Contractor turnover during construction is a risk that even the best planned project may need to mitigate. When a Coreworx client had that risk materialize, their interface management program helped the project team rapidly select and re-mobilize a new contractor. In turn, this helped them minimize resulting downtime and finish the project on schedule. This article examines the critical information their interface management program provided them during construction, allowing the team to rapidly rebound from contractor turnover and complete the project successfully.
Note: This article is taken from a larger interface management case study webinar. That case study identified 5 distinct ways interface management helped the project team minimize the impact significant, real-world and unavoidable risks had on the project when they materialized during construction.
Before getting into the details regarding how contractor turnover during construction can be mitigated, let's look at the project itself. It was a $13 billion project located in a very remote, northern location in Canada. The site was so remote, it first required building the infrastructure, roads, and buildings needed to support development and construction of the site. Even with the challenge of such a remote location, the project was considered one of the best undeveloped, long-term assets in the region. This assessment was based on product quality, the size of the resource, potential production volume (which was 194,000 barrels per day), and the mine life which was expected to be in excess of 50 years.
The complexity of building this asset was high, involving both upstream and downstream, new construction, pipelines, transportation, and brownfield tie-ins that had to be managed. It was also a very long project, running six years from FEED to operations. The project was very challenging and complex. It had all the hallmark characteristics that contribute to a high-risk project and this type of complexity and risk is very common with today's capital projects.
Although risks are very much a part of managing capital projects today, what sets this project apart from others is some of the additional risks that materialized and how the team overcame them to get the project completed on schedule, using interface management. See all risks and challenges from the webinar here, but let’s dig into contractor turnover and mitigation on this project.
Mitigating Contractor Turnover Impact During Construction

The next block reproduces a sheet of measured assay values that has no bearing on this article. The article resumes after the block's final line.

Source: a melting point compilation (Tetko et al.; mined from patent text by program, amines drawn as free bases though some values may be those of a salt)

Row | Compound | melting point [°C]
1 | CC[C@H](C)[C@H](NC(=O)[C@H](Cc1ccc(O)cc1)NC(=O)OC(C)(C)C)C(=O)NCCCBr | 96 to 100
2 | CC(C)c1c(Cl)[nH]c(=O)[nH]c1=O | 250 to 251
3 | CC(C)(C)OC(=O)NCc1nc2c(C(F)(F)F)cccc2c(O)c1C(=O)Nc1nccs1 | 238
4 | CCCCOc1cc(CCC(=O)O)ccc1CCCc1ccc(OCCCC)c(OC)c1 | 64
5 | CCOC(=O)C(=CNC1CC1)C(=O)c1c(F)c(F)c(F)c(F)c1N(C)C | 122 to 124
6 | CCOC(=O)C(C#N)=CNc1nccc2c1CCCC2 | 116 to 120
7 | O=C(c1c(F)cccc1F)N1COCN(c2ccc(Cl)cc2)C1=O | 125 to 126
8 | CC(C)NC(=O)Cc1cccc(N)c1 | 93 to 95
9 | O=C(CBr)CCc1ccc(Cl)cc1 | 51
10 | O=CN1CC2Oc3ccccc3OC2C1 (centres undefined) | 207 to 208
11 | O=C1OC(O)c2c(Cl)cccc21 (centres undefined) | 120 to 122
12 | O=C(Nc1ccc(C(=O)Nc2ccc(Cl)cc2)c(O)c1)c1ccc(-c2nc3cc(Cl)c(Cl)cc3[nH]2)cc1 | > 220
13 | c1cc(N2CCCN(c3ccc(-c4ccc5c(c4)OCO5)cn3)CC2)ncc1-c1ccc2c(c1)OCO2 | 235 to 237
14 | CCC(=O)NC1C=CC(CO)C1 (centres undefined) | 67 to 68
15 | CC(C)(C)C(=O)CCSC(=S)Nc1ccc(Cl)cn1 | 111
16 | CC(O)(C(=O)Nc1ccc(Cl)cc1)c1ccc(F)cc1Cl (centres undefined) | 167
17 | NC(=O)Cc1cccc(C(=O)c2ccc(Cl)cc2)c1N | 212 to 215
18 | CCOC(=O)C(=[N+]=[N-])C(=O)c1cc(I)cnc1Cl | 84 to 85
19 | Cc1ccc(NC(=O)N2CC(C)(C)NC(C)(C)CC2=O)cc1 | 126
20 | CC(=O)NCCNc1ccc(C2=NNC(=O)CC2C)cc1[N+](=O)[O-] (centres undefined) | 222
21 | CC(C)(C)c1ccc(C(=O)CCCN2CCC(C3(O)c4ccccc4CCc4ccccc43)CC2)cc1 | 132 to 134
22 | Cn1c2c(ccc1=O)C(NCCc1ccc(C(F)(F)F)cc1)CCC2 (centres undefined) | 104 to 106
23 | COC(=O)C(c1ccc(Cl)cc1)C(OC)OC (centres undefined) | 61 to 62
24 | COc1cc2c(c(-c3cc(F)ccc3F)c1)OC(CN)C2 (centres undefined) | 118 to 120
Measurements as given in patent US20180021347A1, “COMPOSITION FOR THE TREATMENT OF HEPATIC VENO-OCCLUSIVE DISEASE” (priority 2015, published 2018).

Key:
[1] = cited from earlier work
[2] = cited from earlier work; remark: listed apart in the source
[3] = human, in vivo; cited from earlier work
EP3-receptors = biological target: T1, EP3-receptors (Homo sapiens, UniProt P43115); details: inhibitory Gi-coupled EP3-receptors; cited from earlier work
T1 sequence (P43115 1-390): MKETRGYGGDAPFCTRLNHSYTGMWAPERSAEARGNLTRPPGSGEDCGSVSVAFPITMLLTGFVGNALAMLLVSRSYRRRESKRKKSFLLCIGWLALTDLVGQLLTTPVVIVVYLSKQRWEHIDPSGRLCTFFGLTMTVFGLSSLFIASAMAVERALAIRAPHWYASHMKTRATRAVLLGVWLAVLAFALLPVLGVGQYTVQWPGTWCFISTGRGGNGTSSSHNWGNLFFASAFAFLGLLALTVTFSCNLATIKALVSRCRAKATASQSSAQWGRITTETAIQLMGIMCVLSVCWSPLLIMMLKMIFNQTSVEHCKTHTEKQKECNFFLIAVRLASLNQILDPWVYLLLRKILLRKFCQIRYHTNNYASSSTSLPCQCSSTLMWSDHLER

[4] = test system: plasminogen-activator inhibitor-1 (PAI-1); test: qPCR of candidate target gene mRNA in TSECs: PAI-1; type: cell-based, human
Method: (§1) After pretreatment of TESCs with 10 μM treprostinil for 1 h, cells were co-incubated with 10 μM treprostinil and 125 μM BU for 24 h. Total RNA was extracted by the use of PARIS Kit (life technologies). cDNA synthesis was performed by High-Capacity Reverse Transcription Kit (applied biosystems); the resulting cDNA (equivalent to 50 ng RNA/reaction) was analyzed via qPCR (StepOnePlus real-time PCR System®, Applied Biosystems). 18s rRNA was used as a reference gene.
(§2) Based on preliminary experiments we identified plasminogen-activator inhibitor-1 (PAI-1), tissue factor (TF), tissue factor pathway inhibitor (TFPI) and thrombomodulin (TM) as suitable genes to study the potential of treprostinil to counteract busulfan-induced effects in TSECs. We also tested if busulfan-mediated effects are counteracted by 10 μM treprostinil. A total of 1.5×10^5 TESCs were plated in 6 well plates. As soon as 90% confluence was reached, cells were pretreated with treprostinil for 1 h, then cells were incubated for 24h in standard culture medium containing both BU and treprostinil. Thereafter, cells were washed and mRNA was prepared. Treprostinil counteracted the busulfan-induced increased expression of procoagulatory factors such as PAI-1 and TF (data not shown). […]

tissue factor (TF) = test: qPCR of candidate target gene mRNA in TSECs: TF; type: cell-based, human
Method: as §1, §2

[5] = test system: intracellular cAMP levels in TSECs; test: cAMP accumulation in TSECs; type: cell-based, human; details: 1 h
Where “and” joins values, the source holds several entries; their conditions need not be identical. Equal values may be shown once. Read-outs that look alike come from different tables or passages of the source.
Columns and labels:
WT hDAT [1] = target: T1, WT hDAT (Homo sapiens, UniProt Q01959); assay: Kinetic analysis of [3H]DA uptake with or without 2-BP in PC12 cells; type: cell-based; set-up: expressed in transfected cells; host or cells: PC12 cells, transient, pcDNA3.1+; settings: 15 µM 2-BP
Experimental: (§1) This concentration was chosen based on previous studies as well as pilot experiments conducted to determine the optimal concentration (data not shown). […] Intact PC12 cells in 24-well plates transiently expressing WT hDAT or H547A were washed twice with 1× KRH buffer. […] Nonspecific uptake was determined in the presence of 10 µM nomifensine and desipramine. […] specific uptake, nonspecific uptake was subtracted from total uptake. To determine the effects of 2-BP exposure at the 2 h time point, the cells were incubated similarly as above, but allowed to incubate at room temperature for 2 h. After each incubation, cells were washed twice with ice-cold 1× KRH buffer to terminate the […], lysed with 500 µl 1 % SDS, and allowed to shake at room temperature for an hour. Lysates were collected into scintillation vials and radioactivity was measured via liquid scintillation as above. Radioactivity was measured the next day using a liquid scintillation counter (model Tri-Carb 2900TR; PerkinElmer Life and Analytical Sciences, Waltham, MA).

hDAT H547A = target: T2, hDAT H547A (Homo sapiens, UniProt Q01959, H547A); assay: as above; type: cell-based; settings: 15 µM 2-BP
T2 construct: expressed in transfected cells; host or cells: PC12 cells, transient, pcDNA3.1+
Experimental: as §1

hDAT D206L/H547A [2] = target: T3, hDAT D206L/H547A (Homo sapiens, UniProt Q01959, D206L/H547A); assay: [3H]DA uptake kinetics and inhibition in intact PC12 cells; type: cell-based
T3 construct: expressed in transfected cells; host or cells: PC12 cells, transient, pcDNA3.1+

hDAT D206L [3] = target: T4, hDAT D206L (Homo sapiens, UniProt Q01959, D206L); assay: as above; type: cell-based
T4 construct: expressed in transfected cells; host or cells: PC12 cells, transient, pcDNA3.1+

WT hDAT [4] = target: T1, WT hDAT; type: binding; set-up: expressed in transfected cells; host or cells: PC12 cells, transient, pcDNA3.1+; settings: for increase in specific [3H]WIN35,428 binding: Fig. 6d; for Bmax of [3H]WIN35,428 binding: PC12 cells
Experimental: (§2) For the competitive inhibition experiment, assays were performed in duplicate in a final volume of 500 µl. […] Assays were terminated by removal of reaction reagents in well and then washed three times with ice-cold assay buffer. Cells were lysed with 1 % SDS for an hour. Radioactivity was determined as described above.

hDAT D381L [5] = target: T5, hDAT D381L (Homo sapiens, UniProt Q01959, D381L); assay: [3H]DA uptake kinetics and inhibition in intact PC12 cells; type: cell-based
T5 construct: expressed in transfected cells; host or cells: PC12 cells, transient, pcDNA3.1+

Contractor turnover is always a high risk on any project during construction and it materialized on this specific project. Safety violations in the field resulted in the dismissal of the contractor. Once the contractor was dismissed, the team immediately focused on the need to re-mobilize a new contractor as quickly and effectively as possible.
Fortunately, the team’s disciplined approach to transitioning interfaces through engineering and into construction meant they had the information needed to make rapid re-mobilization a reality and minimize project downtime. Some of the information captured in their interface management program included data on soft interfaces that provided answers to critical questions, including:
- Who had committed to do what?
- When were these commitments due?
- Which activities or agreements had been completed already?
This information provided the discovery team (side note: when you release a contractor, corporate involvement is triggered) the information they needed to identify where the project was at when they ordered the dismissed contractor to stop. And the same information also assisted them with the potential litigation management of terminating a contractor.
On top of all that, information they captured for interface management allowed them to quickly bundle up the scope of work that was still outstanding to support the rapid tendering and re-mobilization of the new contractor. And once the new contractor came on board, the detailed interface register allowed them to familiarize the new team members and get them up to speed in a short amount of time.
When put in the unwanted position of dismissing a contractor, this predicament could have had a significant negative impact on the project’s schedule and ultimate outcome. All the down time between dealing with the dismissal, to the discovery process, to re-tendering for and re-mobilizing a new contractor could have completely derailed this project from it’s planned schedule. However, the project’s interface management program and supporting system saved the day. The interface information they had on hand due to their interface management program put them in a position to rapidly transition through a very difficult phase and bring a new contractor on-board in a short amount of time and complete their job on time. Interface management certainly helped the team to mitigate overall project risk during construction and here, it also enhanced their contract management tendering process - an added bonus!
Interface Management During Construction
As noted above, navigating through contractor turnover is one of the ways interface management helped this project mitigate multiple project risks that occurred during construction. And although an interface management program gets implemented during planning and engineering, looking at the impact is has on construction risks really helps to drive home why this discipline is essential to every project phase.
For more information on the other hurdles this project overcame, see Case Study: Interface Management Helps Capital Project Complete On Schedule